Get ready for load shedding again – and its crippling effects

It is with dismay that the Franchise Association of South Africa has learnt of the big risk of the return of load shedding predicted for late August or September which will once again have a devastating effect on small businesses.

Just two days ago one of the most well known business-to-business brands in South Africa stated that the brand lost no less than R8m in sales pertaining to just one sector of their business due to load shedding in March this year. Says Vera Valasis, Executive Director of FASA “renewed load shedding could be the proverbial ‘last straw that breaks the camel’s back’. Further loss of economic activity due to renewed load shedding is unaffordable and may push many small franchises to the brink of bankruptcy. The increase in labour costs, electricity, supply of goods, rentals, petrol and many other costs have more than doubled in the last ten years. However sales growth simply fell far short of having doubled over the same period which puts incredible pressure on profitability.”

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Fairness in franchising


As the business environment gets more difficult due to socio-economic and political influences in South Africa, the question of fairness in franchising has become a hot topic – both locally and internationally. FASA regularly fields complaints from franchisees on the fairness of their contracts in relation to everything from false promises, non-disclosure by the franchisors of failed franchisees, selling of outlets in close proximity of fellow franchisees to excessive supplier costs and marketing contributions and the refund of deposits.

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Benefits of being in franchising


We asked Vera Valasis, FASA’s Executive Director to give some tips to aspiring franchisors/franchisees – and this is what she advises…

Potential franchisors

  • Not every single business concept or idea is franchisable.
  • Don’t franchise your business unless you have a good financial track record of the performance of the business in a number of different locations and markets i.e. locations in a high street, a shopping mall, in a city and rural applications.
  • Test the business with a few franchisees in the early stages that are willing to be ‘test sites’ in order to hone and fine-tune every aspect of the business model.
  • Don’t franchise your business unless you have the financial independence to support franchised outlets adequately especially in terms of marketing.Preview (opens in a new window)

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Do you have what it takes to be successful in business?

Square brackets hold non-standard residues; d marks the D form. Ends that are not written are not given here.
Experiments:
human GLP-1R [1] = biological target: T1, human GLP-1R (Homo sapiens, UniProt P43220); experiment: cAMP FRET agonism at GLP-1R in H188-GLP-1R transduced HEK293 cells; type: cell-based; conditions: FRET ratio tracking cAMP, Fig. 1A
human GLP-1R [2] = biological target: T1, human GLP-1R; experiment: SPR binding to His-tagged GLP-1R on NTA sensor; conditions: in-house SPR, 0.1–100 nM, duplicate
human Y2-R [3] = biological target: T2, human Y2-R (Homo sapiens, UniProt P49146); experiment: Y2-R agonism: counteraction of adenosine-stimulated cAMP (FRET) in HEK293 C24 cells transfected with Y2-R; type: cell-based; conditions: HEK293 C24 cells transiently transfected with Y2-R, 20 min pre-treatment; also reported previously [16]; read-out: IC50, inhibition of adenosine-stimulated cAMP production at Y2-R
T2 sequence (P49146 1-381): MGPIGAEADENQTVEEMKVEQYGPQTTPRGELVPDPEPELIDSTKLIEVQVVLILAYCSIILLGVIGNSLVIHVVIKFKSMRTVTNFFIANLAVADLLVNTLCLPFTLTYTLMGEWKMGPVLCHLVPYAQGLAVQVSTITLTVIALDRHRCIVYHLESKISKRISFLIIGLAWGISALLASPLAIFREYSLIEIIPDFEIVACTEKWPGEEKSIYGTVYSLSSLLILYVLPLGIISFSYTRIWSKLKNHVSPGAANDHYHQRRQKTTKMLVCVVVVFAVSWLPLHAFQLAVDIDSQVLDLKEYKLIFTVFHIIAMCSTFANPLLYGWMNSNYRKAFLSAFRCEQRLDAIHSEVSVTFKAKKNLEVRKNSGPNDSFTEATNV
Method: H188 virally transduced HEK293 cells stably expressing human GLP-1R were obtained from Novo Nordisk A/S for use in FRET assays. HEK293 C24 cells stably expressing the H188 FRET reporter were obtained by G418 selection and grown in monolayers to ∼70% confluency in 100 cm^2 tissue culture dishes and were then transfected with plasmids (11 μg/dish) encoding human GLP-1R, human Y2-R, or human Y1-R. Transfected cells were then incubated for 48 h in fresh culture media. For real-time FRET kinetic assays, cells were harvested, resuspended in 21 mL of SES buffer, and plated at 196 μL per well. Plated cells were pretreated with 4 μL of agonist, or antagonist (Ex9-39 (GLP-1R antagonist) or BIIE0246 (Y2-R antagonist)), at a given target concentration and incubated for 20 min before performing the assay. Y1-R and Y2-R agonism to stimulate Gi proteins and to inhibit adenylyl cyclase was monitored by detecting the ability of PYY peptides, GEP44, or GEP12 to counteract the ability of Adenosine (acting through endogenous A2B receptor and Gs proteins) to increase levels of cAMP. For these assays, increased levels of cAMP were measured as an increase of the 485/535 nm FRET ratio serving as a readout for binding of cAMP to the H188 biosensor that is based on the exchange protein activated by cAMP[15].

As the focus from government, big business and Expo’s like FASA’s recent KZN Franchise Expo is on empowering entrepreneurs, stimulating small business and creating jobs, we look at what does it take to be successful.

Making a success of a business requires total commitment and dedication to realising your own potential and ensuring success. To do that you need to:

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The next steps to owning your own business

For those that attended the IFE Franchise & Entrepreneurs Expo in Durban this past weekend, being able to talk on a one-to-one basis with franchise personnel from the range of franchise businesses on offer was invaluable as a big part of the success of franchising is in the win-win business partnership between the franchisor and its franchisees. FASA, whose mandate in presenting franchise expos is to educate the public on this business format, cannot emphasise enough the importance of understanding exactly what franchising is and how it operates.

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13 Lessons learnt in franchising in the current economic environment


As leading franchise consultants, we have identified 13 lessons learnt from the franchise industry and current economic environment we find ourselves in.

1.Franchisees: Struggling in current economic environment

In the current economy franchisors are experiencing an increase in franchisees who are struggling to make a profit. The marginal franchisees have actually gone into a loss-making situation.  Franchisors need to assess whether their business model and support structure is adequate to ensure that franchisees have the best chance of making a success of their business. Franchisors should implement an “intensive care program” for struggling and loss-making franchisees. Franchisors should never allow royalty holidays or breaks as a quick fix solution, rather offer additional support in these tough times

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How the minimum wage will affect you and your business


Whether you run a business and employ staff or even use the services of a domestic worker or gardener, you need to adhere to the provisions of the National Minimum Wage Act (NMWA) which came into effect on 1 January 2019. Every worker is entitled to payment of a wage not less than the national minimum wage and employers will be obligated to pay workers this wage, which cannot be waived and overrides contrary provision in a contract, collective agreement, sectoral determination or law.

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9 Tips for handling the seasonality of your business cycle


Very few industries are immune to the ups and downs of annual fluctuations, and most entrepreneurs have experienced the dread of a silent telephone or empty inbox as the lean season kicks in. As a natural part of business, it is not so much seasonality itself that is the problem, says Arnold February, area manager at Business Partners Limited, but the uncertainty that goes with it.


9 tips for entrepreneurs to come to grips with the seasonality of their business:

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